Joan Menefee has never been a picky eater. She and her husband live in Menomonie, Wisconsin, where they tend gardens in two counties and eat plums and grapes in public parks.
People ask me how I could abandon the mild, groovy Pacific Northwest for the harsh interior regions of the country. It’s a question that makes me smile, but it also makes me melancholy. After all, I didn’t mean to settle a thousand miles from family and friends. But that’s what happened.
What is the Midwest? Blowing snow, giant bugs, and mountainlessness; corn, soy, and lutefisk; euchre, UPer scoopers, and engine block heaters. (If you don’t know what these last three are, ask one of the members of the mid-continental diaspora — exiles of rural economic meltdown and the dying steel-and-iron towns of Ohio, Michigan, and Wisconsin. I bet they get a faraway look in their eyes.)
Luckily, my old home has something important in common with my new home. Both places harbor a sprawling vine that goes by the Latin surname rubus.
Blackberries, or brambles as they are also known, come in three basic varieties: upright, mostly upright, and trailing. Related to roses, they sport sweet little white flowers and compound jagged-edge leaves. Though native to all continents but Australia and Antarctica, blackberries get shoved into the nasty invasive category because (especially in a temperate climate like that of Oregon’s Willamette Valley) they colonize hillsides and other unmanaged landscapes. Then, of course, there are the thorns marching up the canes to the fine-spined stems, which stick in the picker’s fingers like metal filings. Sweet yet sharp, their calling card might read.
As far back as I can remember, I have been picking blackberries and eating blackberry pie. At my Aunt Edith and Uncle Laylor’s hobby farm in Wilsonville, Oregon, I was routinely dispatched to gather berries while the big people drank coffee and spoke of serious things. After taunting the geese through the chicken wire and tossing a few unripe apples at the cattle, I would take my bucket and fish my hands through the leafy canes, my eyes on the dark forms lurking in the shadows.
Once, my mom launched a door-sized length of particle board in the middle of a patch and set me afloat on the canes. I can still remember inching along the edge of the board, berry to berry, heedless of the sun beating down on my head. I have long been accustomed to sore, purple fingers and the gradually gathering weight of berries in my bucket.
So I earned my blackberry belt.
I pick pretty clean, eat little of my harvest in the field, and stay until I have at least a gallon, even if the deerflies and mosquitoes start biting behind my ears.
When I moved to the Upper Midwest, my early dates with my Wisconsin-born husband consisted of braving poison ivy in search of the perfect patch. We picked our way through the Blue Hills of Washburn County, Wisconsin, modified milk jugs secured to our waists with nylon rope, fingers flying and tongues wagging.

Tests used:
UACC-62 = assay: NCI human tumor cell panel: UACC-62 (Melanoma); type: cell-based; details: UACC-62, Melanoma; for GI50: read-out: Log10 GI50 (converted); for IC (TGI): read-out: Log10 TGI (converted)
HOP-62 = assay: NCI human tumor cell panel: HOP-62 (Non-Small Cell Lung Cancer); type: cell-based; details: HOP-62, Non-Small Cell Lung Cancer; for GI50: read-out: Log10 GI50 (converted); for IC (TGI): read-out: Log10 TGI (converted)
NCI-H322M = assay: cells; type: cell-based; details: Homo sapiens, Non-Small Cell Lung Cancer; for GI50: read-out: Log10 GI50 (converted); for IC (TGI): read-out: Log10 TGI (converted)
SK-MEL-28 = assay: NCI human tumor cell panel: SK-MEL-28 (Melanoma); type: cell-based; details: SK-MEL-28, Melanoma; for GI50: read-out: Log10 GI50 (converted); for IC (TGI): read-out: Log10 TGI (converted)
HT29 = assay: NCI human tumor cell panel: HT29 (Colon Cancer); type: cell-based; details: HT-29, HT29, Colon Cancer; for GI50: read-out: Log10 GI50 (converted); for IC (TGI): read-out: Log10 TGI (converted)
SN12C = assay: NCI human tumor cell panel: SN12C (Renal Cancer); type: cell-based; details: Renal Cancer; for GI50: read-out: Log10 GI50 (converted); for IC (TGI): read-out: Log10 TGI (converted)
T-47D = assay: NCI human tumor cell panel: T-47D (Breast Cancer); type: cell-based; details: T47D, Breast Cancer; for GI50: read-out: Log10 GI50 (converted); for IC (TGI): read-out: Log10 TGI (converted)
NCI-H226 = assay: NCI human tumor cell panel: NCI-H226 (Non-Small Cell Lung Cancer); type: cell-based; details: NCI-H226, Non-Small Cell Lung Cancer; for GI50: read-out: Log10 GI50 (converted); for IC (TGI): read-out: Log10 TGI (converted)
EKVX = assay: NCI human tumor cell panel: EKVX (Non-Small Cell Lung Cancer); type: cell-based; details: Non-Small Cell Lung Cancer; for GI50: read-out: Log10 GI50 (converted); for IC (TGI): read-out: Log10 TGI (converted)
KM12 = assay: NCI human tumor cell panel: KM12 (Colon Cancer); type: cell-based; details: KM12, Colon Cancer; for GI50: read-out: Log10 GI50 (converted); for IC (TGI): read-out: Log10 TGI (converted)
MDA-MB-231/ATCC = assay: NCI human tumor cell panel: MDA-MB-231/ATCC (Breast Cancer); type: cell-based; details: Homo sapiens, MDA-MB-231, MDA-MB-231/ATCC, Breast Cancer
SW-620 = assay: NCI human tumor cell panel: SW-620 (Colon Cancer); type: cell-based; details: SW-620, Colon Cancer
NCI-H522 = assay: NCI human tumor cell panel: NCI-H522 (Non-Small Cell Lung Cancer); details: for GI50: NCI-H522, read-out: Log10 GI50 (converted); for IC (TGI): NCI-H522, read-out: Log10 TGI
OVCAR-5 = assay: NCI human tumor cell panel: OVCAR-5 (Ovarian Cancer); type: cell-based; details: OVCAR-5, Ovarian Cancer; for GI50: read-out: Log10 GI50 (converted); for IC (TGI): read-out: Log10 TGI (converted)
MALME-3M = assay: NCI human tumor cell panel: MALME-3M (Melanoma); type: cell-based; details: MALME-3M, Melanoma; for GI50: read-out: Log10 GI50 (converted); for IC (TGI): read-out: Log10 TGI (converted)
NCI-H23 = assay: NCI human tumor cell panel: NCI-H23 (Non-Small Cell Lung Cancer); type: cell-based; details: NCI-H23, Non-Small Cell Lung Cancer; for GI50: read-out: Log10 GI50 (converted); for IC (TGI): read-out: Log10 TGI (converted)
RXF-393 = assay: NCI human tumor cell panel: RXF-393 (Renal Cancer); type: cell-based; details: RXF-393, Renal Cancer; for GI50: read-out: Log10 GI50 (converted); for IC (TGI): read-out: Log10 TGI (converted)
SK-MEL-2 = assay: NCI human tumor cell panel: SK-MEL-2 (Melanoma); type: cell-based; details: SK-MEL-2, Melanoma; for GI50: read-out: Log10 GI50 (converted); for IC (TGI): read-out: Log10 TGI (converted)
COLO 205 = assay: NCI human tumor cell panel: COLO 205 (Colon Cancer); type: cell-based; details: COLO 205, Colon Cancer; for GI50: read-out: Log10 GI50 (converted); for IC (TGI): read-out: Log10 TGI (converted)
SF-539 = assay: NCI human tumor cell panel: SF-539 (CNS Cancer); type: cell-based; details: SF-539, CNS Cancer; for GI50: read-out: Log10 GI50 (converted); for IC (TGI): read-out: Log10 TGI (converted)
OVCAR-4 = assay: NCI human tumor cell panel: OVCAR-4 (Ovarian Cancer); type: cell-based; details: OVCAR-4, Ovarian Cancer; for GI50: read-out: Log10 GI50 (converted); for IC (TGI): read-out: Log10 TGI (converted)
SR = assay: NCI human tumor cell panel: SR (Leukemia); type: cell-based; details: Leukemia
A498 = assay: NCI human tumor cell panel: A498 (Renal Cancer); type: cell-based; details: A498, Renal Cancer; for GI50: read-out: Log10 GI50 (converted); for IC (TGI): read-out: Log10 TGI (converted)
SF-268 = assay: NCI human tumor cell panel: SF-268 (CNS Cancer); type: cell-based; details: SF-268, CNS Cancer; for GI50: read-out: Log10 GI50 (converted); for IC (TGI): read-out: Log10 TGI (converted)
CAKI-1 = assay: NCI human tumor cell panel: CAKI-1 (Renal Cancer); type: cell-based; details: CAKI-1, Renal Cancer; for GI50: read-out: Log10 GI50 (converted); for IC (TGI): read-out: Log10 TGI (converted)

Northwestern blackberries, I argued, are bigger and sweeter than Midwestern ones. This he readily conceded. But Midwesterners, he countered, developed their hard-working natures in having to pick twice the berries to make the same pie. All right, all right, I said. I couldn’t deny that he outpicked me. The evidence was hanging from our belts.
I baked many pies and cycled through as many crust recipes, a love-struck baker eager to impress the object of her desire. Somehow, it never occurred to me to ask my mother how she made her crust. Even when, on a visit to Portland, my husband proclaimed her blackberry pie the best he’d ever eaten, I soldiered on with other crusts.
It wasn’t until this summer’s visit that I finally came around to my mom’s way of thinking about pie. As usual, I wandered up to a neighborhood about a quarter of a mile from her house and gathered a pie’s worth amid the whir of leaf blowers. As usual, the bushes were heavy with unpicked berries; it seems no one ever picks this patch. I stepped carefully on the thickest canes, reaching as far back into the plant structure as I dared.
Though I don’t remember ever falling into the clutches of thorns, I have imagined it many times — every move to loosen one thorn throwing you into the path of three more. The worst of the thorns mostly avoided, I filled my gallon bucket in under an hour.
Because my mother tires easily in the heat of August (and this was a record-breaking August heat wave), I made the first blackberry pie of the summer in her stead. She urged me to use her crust recipe, and since I had no cookbooks of my own to consult, I did.
I was surprised at how easy and pleasant assembling the pie proved to be. My sister, mother, and I polished the whole thing off in two days.
I picked two more gallons for my mom’s freezer before boarding the big jet bound for Minneapolis. And now, if the droughts have not been too severe, I will get in another round of blackberrying before the snow flies.
Related recipe: Norma Harrington’s Pie Crust
|Invited bloggers on the subject of food.|
Want more? Comb the archives.
An American native
A father’s legacy
The vegetarian-cooking pioneer
Cracking a Filipino favorite